History of Coalville, Utah
Taken from the Utah History Encyclopedia (Links Added)
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The settlers built a mill at Sulphur Springs in 1861, a rock schoolhouse in 1865, and regularly held court in Coalville. In 1867 the town was incorporated; W.W. Cluff was elected as mayor, and H.B. Wilde, W.H. Smith, H.B. Clements, Ira Hinckley, and John Staley were elected to the council. In 1871 Summit County built a county courthouse in Coalville, thereby solidifying the town's political importance to the area. This yellow sandstone structure was described by one observer as "by far the most beautiful public building we have seen for a city of its size." The formation of the LDS Summit Stake in July 1877 made Coalville the center of religious, political, and commercial life. By the turn of the century, a diverse group of businesses lined Coalville's Main Street and spread out from the center in all directions.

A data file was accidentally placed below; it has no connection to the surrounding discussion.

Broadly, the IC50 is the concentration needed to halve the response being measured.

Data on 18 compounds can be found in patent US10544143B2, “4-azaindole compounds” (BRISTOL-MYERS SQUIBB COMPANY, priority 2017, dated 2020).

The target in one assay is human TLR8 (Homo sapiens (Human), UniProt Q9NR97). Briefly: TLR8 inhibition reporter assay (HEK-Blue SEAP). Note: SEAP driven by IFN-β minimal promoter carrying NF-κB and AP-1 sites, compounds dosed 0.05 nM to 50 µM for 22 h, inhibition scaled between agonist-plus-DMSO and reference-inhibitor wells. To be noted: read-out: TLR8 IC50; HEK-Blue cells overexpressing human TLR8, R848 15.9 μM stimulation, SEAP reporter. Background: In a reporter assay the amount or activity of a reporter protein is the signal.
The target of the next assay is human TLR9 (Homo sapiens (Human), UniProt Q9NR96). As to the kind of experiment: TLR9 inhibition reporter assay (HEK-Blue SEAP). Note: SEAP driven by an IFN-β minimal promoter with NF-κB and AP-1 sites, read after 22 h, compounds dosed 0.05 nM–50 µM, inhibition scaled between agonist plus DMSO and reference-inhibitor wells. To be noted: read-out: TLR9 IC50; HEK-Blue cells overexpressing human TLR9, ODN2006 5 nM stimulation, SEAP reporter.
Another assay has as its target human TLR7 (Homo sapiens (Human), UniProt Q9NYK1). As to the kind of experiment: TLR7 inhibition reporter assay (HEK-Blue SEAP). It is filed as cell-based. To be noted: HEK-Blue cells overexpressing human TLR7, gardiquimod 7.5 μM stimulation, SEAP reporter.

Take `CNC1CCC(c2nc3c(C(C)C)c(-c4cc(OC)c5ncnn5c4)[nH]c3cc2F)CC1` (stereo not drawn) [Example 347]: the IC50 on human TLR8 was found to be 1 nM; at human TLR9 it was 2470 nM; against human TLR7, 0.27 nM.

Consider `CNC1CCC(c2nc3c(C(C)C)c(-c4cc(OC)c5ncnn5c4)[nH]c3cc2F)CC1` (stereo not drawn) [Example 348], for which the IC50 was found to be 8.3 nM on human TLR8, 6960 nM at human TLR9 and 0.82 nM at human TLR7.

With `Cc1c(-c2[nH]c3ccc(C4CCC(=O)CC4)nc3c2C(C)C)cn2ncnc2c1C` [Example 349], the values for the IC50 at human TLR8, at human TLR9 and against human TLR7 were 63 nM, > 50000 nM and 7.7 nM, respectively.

In 1892 LDS President Wilford Woodruff issued a charter for the Summit Stake Academy, a school opened in an upper chamber of the co-op building on Main Street. In 1912 the public school district built a school. Typical of the two-story buildings constructed during the consolidation movement, this school had four classrooms in the corners of the two levels and multiuse recreation rooms on each floor.

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